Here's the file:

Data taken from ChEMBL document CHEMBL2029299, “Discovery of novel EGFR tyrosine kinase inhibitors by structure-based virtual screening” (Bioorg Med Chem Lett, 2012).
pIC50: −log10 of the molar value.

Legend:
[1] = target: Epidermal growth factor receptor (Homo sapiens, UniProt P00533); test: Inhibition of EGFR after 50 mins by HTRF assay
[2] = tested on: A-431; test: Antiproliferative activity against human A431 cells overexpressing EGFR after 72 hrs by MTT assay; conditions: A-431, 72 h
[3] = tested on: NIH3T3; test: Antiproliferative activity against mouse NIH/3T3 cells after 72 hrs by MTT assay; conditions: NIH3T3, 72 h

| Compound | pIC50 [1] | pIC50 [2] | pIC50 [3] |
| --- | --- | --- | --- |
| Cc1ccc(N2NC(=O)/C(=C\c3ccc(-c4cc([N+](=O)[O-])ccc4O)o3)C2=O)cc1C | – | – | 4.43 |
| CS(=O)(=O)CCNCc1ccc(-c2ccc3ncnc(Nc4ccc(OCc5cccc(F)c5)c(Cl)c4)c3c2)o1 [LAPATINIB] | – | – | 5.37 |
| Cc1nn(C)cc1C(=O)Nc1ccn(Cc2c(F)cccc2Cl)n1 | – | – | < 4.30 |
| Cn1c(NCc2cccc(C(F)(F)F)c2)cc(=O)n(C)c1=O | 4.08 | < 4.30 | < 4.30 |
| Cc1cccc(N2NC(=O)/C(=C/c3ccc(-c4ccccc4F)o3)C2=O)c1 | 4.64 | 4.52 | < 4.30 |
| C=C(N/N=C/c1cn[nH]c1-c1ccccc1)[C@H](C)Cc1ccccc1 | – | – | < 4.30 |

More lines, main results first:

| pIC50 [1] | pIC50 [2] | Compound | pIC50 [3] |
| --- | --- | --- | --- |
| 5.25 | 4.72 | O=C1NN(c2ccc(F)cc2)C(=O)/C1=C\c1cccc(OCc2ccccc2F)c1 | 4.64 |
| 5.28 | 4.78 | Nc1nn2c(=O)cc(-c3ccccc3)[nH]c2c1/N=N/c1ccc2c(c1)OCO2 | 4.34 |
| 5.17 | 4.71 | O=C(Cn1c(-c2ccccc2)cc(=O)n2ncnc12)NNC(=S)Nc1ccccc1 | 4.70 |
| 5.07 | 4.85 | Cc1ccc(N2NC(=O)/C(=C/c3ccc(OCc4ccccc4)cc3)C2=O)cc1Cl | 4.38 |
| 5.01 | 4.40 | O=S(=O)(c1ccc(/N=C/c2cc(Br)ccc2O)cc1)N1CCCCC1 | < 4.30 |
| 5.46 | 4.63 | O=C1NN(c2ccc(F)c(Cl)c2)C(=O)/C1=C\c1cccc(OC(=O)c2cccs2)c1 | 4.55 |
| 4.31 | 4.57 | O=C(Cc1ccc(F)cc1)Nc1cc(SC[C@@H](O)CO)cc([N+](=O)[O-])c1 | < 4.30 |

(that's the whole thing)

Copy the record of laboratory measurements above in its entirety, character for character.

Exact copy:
Data taken from ChEMBL document CHEMBL2029299, “Discovery of novel EGFR tyrosine kinase inhibitors by structure-based virtual screening” (Bioorg Med Chem Lett, 2012).
pIC50: −log10 of the molar value.

Legend:
[1] = target: Epidermal growth factor receptor (Homo sapiens, UniProt P00533); test: Inhibition of EGFR after 50 mins by HTRF assay
[2] = tested on: A-431; test: Antiproliferative activity against human A431 cells overexpressing EGFR after 72 hrs by MTT assay; conditions: A-431, 72 h
[3] = tested on: NIH3T3; test: Antiproliferative activity against mouse NIH/3T3 cells after 72 hrs by MTT assay; conditions: NIH3T3, 72 h

| Compound | pIC50 [1] | pIC50 [2] | pIC50 [3] |
| --- | --- | --- | --- |
| Cc1ccc(N2NC(=O)/C(=C\c3ccc(-c4cc([N+](=O)[O-])ccc4O)o3)C2=O)cc1C | – | – | 4.43 |
| CS(=O)(=O)CCNCc1ccc(-c2ccc3ncnc(Nc4ccc(OCc5cccc(F)c5)c(Cl)c4)c3c2)o1 [LAPATINIB] | – | – | 5.37 |
| Cc1nn(C)cc1C(=O)Nc1ccn(Cc2c(F)cccc2Cl)n1 | – | – | < 4.30 |
| Cn1c(NCc2cccc(C(F)(F)F)c2)cc(=O)n(C)c1=O | 4.08 | < 4.30 | < 4.30 |
| Cc1cccc(N2NC(=O)/C(=C/c3ccc(-c4ccccc4F)o3)C2=O)c1 | 4.64 | 4.52 | < 4.30 |
| C=C(N/N=C/c1cn[nH]c1-c1ccccc1)[C@H](C)Cc1ccccc1 | – | – | < 4.30 |

More lines, main results first:

| pIC50 [1] | pIC50 [2] | Compound | pIC50 [3] |
| --- | --- | --- | --- |
| 5.25 | 4.72 | O=C1NN(c2ccc(F)cc2)C(=O)/C1=C\c1cccc(OCc2ccccc2F)c1 | 4.64 |
| 5.28 | 4.78 | Nc1nn2c(=O)cc(-c3ccccc3)[nH]c2c1/N=N/c1ccc2c(c1)OCO2 | 4.34 |
| 5.17 | 4.71 | O=C(Cn1c(-c2ccccc2)cc(=O)n2ncnc12)NNC(=S)Nc1ccccc1 | 4.70 |
| 5.07 | 4.85 | Cc1ccc(N2NC(=O)/C(=C/c3ccc(OCc4ccccc4)cc3)C2=O)cc1Cl | 4.38 |
| 5.01 | 4.40 | O=S(=O)(c1ccc(/N=C/c2cc(Br)ccc2O)cc1)N1CCCCC1 | < 4.30 |
| 5.46 | 4.63 | O=C1NN(c2ccc(F)c(Cl)c2)C(=O)/C1=C\c1cccc(OC(=O)c2cccs2)c1 | 4.55 |
| 4.31 | 4.57 | O=C(Cc1ccc(F)cc1)Nc1cc(SC[C@@H](O)CO)cc([N+](=O)[O-])c1 | < 4.30 |